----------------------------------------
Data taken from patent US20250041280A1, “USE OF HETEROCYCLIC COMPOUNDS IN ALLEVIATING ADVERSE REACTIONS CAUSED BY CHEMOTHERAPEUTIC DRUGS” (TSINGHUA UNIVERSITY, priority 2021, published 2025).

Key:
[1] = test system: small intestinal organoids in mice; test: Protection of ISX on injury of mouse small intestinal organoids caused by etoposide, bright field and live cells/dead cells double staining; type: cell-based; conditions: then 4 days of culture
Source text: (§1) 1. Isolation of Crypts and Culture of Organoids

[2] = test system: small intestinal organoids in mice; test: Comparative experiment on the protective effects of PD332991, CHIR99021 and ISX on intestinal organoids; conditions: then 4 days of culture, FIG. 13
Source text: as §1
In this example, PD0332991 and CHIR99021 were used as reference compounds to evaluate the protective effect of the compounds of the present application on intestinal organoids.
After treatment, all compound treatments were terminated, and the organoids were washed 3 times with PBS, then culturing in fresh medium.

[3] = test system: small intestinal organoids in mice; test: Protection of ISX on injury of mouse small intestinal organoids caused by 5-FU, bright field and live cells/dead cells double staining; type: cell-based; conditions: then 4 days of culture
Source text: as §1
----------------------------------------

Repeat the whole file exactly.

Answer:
Data taken from patent US20250041280A1, “USE OF HETEROCYCLIC COMPOUNDS IN ALLEVIATING ADVERSE REACTIONS CAUSED BY CHEMOTHERAPEUTIC DRUGS” (TSINGHUA UNIVERSITY, priority 2021, published 2025).

Key:
[1] = test system: small intestinal organoids in mice; test: Protection of ISX on injury of mouse small intestinal organoids caused by etoposide, bright field and live cells/dead cells double staining; type: cell-based; conditions: then 4 days of culture
Source text: (§1) 1. Isolation of Crypts and Culture of Organoids

[2] = test system: small intestinal organoids in mice; test: Comparative experiment on the protective effects of PD332991, CHIR99021 and ISX on intestinal organoids; conditions: then 4 days of culture, FIG. 13
Source text: as §1
In this example, PD0332991 and CHIR99021 were used as reference compounds to evaluate the protective effect of the compounds of the present application on intestinal organoids.
After treatment, all compound treatments were terminated, and the organoids were washed 3 times with PBS, then culturing in fresh medium.

[3] = test system: small intestinal organoids in mice; test: Protection of ISX on injury of mouse small intestinal organoids caused by 5-FU, bright field and live cells/dead cells double staining; type: cell-based; conditions: then 4 days of culture
Source text: as §1